Episode 8 -| Review Score – 2.5/5
There have been a smattering of teen dramas over the years, each carving their own niche in the genre. Whether it be the more recent Heartstopper or the edgy and drug-fuelled shenanigans of Rue and co. in Euphoria, there’s something for everyone.
Summertime has always felt like a show with a lot of untapped potential. Most of that stems from the gorgeous sun-soaked vista and beautiful backdrop of the Adriatic Coast. Unfortunately, the drama here is not as pretty as the visuals, dabbling in murky but predictable shades of grey.
The story this year is very by-the-numbers and holds absolutely nothing in the way of surprises, twists or turns. Fair play to Netflix and the team for wrapping this one up but honestly, I can’t help but feel a feature film would have been far more fitting for this. Instead, we get another 8 episodes of formulaic and overdone drama.
Those who have followed the show through the years will find little in the way of innovation or surprises here. The first episode opens with a big party and a dramatic fight. An intoxicating mix of dancing and drinking adds up to a good 3 and a half minutes before we jump into the story itself.
From here, the story essentially intertwines various different character romances and relationship woes through the season, while also adding overlong establishing shots, lots of musical montages and welcome (but ultimately distracting) shots of the landscape.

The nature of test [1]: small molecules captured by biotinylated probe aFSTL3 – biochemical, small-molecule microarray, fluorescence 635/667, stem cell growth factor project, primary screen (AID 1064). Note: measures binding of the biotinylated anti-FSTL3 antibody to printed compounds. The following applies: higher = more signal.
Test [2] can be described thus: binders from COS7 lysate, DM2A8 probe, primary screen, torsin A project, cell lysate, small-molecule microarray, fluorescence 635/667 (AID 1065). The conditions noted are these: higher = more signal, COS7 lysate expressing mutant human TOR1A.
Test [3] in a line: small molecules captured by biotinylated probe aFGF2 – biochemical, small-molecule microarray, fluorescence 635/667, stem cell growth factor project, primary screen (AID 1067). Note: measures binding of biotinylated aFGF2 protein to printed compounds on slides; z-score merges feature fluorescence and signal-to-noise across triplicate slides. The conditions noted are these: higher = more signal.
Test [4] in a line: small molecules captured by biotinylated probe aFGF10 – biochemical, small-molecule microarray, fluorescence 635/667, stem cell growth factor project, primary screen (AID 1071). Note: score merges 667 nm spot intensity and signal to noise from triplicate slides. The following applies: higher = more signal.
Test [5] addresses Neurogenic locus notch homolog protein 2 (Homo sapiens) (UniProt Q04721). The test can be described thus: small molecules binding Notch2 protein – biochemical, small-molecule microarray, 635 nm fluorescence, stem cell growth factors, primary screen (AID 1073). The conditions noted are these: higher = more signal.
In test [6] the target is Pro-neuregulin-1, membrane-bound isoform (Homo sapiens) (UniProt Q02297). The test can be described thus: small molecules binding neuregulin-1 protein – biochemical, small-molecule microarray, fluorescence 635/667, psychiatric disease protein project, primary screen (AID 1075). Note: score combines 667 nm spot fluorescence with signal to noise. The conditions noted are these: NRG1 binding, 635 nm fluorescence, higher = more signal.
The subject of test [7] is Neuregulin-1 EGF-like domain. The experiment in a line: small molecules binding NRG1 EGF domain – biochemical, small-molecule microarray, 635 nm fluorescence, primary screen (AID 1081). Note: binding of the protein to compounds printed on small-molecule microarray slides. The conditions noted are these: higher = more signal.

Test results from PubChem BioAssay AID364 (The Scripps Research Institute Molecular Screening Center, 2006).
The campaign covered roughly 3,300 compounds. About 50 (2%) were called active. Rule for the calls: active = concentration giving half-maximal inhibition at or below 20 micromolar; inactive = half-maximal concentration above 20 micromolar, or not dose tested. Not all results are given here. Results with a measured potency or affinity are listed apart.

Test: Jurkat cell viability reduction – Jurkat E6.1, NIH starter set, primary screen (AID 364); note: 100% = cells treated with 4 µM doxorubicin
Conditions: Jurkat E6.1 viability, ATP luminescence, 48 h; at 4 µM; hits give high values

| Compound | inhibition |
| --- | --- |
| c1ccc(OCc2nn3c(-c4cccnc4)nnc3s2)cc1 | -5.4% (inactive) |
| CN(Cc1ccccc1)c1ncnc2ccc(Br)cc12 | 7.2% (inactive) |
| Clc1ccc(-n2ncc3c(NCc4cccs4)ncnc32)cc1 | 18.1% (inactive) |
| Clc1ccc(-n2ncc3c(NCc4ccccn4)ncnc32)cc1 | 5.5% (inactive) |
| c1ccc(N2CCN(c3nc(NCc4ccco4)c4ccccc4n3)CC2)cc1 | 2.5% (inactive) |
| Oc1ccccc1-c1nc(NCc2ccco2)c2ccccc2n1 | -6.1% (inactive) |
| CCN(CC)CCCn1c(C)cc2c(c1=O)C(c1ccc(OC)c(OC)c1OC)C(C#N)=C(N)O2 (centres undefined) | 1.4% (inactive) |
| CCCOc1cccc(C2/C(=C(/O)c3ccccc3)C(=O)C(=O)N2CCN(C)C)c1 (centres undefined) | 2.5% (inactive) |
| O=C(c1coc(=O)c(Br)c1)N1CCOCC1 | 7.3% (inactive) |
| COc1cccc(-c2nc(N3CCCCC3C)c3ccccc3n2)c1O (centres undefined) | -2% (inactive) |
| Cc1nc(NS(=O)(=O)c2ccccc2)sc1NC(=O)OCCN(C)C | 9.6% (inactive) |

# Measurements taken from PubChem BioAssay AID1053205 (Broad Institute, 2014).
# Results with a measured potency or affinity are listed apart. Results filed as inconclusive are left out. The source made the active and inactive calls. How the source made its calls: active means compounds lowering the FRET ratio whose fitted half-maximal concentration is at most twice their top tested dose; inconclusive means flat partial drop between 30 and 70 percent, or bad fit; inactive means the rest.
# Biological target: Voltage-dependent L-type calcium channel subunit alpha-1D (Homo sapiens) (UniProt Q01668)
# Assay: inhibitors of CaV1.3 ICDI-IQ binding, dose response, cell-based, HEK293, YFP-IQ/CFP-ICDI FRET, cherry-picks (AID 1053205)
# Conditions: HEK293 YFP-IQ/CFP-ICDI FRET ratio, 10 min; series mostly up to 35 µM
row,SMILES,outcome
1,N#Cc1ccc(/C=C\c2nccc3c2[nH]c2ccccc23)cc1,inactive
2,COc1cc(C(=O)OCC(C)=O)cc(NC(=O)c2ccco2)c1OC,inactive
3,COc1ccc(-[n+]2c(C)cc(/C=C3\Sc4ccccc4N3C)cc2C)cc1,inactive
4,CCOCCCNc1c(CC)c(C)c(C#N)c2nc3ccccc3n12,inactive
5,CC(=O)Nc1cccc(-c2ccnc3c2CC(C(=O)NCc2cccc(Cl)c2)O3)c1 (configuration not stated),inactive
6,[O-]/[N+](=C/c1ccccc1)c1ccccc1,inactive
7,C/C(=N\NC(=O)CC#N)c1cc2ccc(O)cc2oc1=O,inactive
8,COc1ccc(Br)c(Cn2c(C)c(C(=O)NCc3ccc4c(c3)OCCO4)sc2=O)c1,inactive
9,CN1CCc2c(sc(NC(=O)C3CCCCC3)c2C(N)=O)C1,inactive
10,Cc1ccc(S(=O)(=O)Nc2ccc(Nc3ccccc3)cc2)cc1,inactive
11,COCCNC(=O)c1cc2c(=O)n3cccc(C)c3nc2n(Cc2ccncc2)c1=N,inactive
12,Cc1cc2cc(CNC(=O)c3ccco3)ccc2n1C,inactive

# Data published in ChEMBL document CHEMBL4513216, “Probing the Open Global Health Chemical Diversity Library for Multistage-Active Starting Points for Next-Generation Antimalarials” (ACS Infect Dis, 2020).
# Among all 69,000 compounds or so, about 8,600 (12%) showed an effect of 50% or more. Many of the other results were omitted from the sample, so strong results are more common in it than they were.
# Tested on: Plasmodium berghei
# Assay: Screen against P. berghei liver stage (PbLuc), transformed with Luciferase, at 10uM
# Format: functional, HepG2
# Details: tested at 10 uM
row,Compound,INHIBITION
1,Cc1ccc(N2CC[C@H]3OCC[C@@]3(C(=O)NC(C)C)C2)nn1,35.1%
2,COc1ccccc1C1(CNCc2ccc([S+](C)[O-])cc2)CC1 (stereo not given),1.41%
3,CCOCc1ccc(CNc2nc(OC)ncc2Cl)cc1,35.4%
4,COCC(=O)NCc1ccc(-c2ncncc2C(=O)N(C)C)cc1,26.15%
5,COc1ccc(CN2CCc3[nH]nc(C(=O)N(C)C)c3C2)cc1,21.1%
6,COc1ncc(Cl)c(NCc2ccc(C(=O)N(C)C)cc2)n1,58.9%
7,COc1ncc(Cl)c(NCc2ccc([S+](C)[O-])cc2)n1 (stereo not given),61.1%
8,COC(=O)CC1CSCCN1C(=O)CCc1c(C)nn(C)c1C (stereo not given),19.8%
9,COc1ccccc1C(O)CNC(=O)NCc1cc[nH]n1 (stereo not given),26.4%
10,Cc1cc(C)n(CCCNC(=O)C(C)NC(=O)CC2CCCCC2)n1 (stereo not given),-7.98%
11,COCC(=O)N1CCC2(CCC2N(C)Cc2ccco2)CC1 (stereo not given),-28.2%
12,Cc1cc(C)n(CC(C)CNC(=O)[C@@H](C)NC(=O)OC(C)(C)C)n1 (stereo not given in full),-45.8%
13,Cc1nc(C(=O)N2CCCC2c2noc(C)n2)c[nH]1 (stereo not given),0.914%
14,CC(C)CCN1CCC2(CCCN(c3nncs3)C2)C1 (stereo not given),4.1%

There’s the usual constant drama between the different characters we’ve come to love, including Ale and Dario who set things off with a big fight over their respective directions in life. Dario is eking out a living as a delivery driver but Ale believes he’s wasting his life. So naturally, he turns to performing.
Summer and Ale remain on the rocks too, having lost the spark that ignited their relationship in season 1. It’s not until episode 6 this year where that’s given some closure, with a fitting (and gut-wrenching) conversation showcasing just far the pair are on different wavelengths.
Instead, Ale’s main drama here stems from making amends with Lola, especially after her big accident at the end of season 2. Most of Summer’s drama centers on love interest Luca, while Dario and Rita face the usual smattering of problems in their relationship. Of course, there’s also Sofi, Edo and Blue who have their drama to help pad out the chapters.
Overarching all of that is the ongoing feud between Summer and Sofia, who fell out big time in season 2. All of this combines to a very contrived and forced season of drama, but none of it added with any twists or surprises. Everything here has been done before – and better elsewhere.
Summertime hasn’t really improved since its first season and in many ways, that will suit fans of the show that have stuck this one out since the early days. What you see is what you get with this one.
If you’re in the mood for a simple teen drama with lots of sun-soaked locales and drama you can dip in and out of without thinking too much about, you’ll be in your element. For everyone else, Summertime is unlikely to be a holiday destination you’ll be returning to in a hurry.
Episode Rating - 3.5/10